Are we in for a season of Fat Betty's battle of the bulge -- and happiness? That second helping of hot-fudge sundae won't help, Birdie.


Away from Francisville, there's four developments at Stanley Cooper Draper Pryce.

1. Don has a new secretary. Who is named Dawn. She's the product of SCDP's forced-affirmative-action hiring from episode 1, and now she's also forced to put up with not only inane chatter form Harry, who says that the names are "confusing" because "Out in the office, it's hard to tell who's who." Right.

2. Heinz is interested in a new ad campaign for their beans in which they a) not only use the Rolling Stones but b) make them sing "Heinz, Heinz, Heinz is on my side." For real. Harry thinks he can make this happen, so he sets up a meeting with the Stones' manager at a show and brings Don along.

The whole Rolling Stones thing is an odd plot point this episode, and was basically an accuse to see Don interact with teenage groupies to show just how "square" and "out of touch with the times" he has become. I mean, at one point Don says to Annoying Groupie Girl 1 that "We're worried about you."

Don: The moral compass of 1966.

Turns out Harry thinks he's talking to the Stones but is really talking to another band so the whole thing is a bust. However, the Stones outing was also a chance to see Harry smoke a joint, pig out and complain to Don about being married and having kids. "Eat first," is Harry's "recommendation to any man wanting to get married and have kids. Food is important to Harry.

3. We have a new copywriter in the mix for Peggy to mold/glare at/be insecure around Don about. Since Mohawk Airlines is officially back at SCDP, Roger asks Peggy to find a new guy to handle the copy for the account.

Peggy interviews the promising Michael Ginsberg, whose ad book shows real innovation and talent. The book has a leather cover emblazoned with the phrase, "Judge not lest ye be judged" which is pretty ballsy for a book of your samples if you want to be hired.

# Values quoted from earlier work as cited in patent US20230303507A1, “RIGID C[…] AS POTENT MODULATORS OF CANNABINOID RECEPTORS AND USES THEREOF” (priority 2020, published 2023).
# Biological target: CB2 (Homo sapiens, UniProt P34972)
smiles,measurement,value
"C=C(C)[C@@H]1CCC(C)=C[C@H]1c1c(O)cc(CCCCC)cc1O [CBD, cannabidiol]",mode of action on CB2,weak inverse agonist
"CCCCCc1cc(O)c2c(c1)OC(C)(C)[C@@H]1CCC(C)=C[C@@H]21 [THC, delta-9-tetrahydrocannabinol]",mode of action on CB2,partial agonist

Peggy sort of hates him immediately. He's brash and annoying, is obsessed with Don and puts Allen Ginsberg on his resume as a reference because "we've got to be related."

"Your book has voice," Peggy allows.

"That's what they said about 'Mein Kampf.' 'Kid really has voice,'" is Michael's response. Apparently, Michael is best friends with young Woody Allen.

Shockingly, Don hires him (Michael tones it down a bit in the next interview), so I'm guessing we'll be seeing a lot of him. I just hope he finds a new place, because the sad, dusty apartment he shares with his father is not fun.

4. Pete and Roger: official rivals this year. After Pete misleads Roger into thinking he'll handle the Mohawk account himself, Pete has a big to-do meeting where he announces the signing, says he landed the account and that "Roger will be handling the day-to-day, but rest assured everything he knows, I'll know."

Roger pretty much storms off to drink with Don and fret about having to prove his worth in the office.

"When is everything going to get back to normal?" Roger asks.


BUT I WANT TO GO TO FIRE ISLAND: Finally, a bit less of a Megan-Don episode. We get a bit more of the young generation vs. old generation stuff (Megan really, really wants to go hang out with her friends in Fire Island, but Don could care less about going).

And Megan's immaturity shows through just a smidgen when Don tells her that Betty might be sick. "It affects me," Megan says at one point. Sure, but that's really one of the first things that come to mind?

Also, no encore singing performance from Megan. Guess she was tired.


Roger on having a Jewish copywriter in the office: "Everyone's got one now."

This is NOT true: Peggy: Who smells like pee? Roger: Writers

Worst joke: Megan on the suit Don wears to meet the Rolling Stones: "It's so square you've got corners."

Is this true about Pittsburgh? During a dinner meeting with Don and Megan, the Heinz guy says, "Back in Pittsburgh, everyone's pretty much who'd you expect them to be."

Best passive-agressive burn: Betty to Henry's mom: "Aren't you sweet to come over when a phone call would have sufficed."

Henry still hates Don: Seriously, Henry. You can't even be nice to Don when he calls to see if the mother of his children has cancer or not? Time to move on.